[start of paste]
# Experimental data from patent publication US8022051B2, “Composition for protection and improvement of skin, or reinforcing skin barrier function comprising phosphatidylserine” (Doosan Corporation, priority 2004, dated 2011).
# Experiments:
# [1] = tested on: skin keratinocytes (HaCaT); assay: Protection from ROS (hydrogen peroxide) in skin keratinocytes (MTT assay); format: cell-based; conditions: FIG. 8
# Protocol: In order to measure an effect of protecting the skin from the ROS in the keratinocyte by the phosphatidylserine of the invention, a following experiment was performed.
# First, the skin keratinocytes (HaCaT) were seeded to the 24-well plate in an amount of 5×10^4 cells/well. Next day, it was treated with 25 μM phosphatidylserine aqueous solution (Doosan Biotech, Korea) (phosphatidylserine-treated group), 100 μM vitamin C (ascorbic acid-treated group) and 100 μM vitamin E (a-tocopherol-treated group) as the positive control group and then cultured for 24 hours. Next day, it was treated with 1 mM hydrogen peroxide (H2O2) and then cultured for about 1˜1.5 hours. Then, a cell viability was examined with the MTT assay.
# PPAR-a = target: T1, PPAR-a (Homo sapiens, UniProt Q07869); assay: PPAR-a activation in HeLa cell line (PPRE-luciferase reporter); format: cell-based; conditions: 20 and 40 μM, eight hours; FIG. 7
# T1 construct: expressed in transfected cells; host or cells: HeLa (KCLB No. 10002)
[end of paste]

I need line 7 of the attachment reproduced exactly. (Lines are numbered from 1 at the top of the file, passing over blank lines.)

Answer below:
# T1 construct: expressed in transfected cells; host or cells: HeLa (KCLB No. 10002)